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SAFETY: Sensible seamanship

Michael Grey 

THERE were some 270 pilots on the loose in London late last month, attending the 21st Congress of the International Maritime Pilots Association.

If you have read this column for any length of time you will realise that I like to support pilots all I can, believing that they are a force for maritime safety, insurance against accident and bring practical good sense into any operational discussions.

Their association is an important attendee at the International Maritime Organization, where those representing it bring a unique practical perspective to any debate.

There are many ex-mariners in national delegations and non-governmental organisations, but only the chap behind the IMPA card can say things like “on a VLCC I was piloting yesterday…” and apply this contemporary knowledge to the discussion. This matters.

The fact that they are on and off ships all the time also gives them a wide-ranging view on ship operating standards, along with the training and competence of their crews. It’s one thing for a government surveyor to sternly walk around a ship in port with his clipboard. A pilot sees that ship from the sharp end, in motion at what is arguably its most vulnerable time.

Some have suggested that pilots tend to be a bit prickly and defensive, but I would suggest that this is because so many shipowners like to think that they are a sort of optional extra and compulsory pilotage an unfair cost.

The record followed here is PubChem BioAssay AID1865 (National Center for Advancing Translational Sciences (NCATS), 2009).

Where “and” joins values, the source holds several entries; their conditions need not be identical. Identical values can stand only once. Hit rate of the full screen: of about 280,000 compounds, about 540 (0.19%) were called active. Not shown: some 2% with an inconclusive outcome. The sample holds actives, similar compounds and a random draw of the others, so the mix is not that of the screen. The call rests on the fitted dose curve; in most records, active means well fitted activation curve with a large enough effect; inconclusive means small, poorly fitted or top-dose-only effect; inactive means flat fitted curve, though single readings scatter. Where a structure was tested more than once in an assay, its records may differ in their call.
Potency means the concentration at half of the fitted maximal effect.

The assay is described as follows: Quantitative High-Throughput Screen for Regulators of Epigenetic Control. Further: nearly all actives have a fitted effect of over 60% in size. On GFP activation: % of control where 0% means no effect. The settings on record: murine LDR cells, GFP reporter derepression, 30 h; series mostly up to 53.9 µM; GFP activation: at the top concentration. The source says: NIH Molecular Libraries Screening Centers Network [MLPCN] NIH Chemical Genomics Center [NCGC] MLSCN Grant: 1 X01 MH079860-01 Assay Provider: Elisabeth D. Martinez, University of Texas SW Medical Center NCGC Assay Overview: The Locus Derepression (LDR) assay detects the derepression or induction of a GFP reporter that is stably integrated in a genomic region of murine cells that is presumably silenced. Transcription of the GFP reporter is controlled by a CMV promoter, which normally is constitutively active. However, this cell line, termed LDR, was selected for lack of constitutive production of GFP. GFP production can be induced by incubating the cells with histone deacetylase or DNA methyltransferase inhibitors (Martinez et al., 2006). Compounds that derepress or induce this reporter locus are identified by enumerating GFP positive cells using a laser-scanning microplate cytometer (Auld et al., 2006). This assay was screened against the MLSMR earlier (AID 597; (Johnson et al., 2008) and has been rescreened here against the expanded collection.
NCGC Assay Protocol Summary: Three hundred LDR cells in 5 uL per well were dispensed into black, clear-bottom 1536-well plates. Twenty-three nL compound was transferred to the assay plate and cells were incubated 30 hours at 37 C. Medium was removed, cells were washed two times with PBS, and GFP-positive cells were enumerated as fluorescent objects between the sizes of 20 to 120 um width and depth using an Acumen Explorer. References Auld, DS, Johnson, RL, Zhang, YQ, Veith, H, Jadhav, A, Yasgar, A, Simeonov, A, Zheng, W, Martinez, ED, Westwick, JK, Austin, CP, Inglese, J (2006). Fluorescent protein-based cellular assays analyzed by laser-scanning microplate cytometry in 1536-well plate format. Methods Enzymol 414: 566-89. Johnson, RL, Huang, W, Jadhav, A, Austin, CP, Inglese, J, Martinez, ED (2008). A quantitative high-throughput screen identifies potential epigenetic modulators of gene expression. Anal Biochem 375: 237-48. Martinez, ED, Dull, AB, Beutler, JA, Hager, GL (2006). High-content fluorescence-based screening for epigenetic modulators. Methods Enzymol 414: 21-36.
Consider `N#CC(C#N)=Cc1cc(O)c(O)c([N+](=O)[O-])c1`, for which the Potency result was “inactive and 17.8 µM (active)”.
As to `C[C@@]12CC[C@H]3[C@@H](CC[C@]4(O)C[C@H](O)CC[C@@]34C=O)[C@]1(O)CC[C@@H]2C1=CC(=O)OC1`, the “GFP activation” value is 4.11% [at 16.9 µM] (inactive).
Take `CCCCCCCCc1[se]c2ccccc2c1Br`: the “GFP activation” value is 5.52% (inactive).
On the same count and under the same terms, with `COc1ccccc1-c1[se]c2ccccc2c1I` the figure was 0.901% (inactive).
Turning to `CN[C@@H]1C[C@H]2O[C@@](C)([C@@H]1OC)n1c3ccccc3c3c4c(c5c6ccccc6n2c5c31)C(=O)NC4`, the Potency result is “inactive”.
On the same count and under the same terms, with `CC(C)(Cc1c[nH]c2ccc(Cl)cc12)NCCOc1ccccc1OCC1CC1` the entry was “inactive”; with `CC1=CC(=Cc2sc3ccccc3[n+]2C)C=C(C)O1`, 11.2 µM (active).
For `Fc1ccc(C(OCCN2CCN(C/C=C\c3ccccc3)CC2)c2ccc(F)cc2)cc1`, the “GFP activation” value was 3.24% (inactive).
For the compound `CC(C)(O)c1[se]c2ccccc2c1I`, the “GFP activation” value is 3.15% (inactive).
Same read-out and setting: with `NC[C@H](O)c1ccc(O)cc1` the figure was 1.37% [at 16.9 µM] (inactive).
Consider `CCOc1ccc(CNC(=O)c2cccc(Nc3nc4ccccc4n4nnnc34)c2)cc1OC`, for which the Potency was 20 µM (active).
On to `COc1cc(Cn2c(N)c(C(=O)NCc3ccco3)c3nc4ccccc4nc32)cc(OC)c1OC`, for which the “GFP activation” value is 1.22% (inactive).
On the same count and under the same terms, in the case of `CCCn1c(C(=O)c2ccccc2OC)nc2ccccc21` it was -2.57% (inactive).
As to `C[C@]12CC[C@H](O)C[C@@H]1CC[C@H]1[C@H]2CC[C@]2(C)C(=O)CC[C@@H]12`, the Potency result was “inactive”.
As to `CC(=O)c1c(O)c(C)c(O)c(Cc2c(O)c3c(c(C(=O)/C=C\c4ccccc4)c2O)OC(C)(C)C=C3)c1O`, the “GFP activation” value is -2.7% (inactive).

Those same shipowners have run their crews down to an overworked and exhausted minimum, and demand that Pilotage Exemption Certificates enabling practically anyone including the ship’s cat to substitute for a licensed pilot be available on demand.

The latest enthusiasm, now that the idea of “remote pilotage” from a VTS tower seems to have been discredited, is to inflict competitive pressures on pilots, to drive down the costs in a sort of Hayek-inspired fashion.

This seems to spring from a romantic notion of what pilots were like in the days of sail, when swarms of pilot cutters would meet arrived ships in places like the Western approaches to the Channel, all touting for business, with the shipmaster spoilt for choice.

Many professionals would rather think of pilots as a human addition to the safety systems, and generally fail to see how this is in any way improved by the imposition of a “market”, especially where there is not the level of business for such competition.

You don’t have competing bollards on the quayside, or competing locks into the same enclosed basin, do you?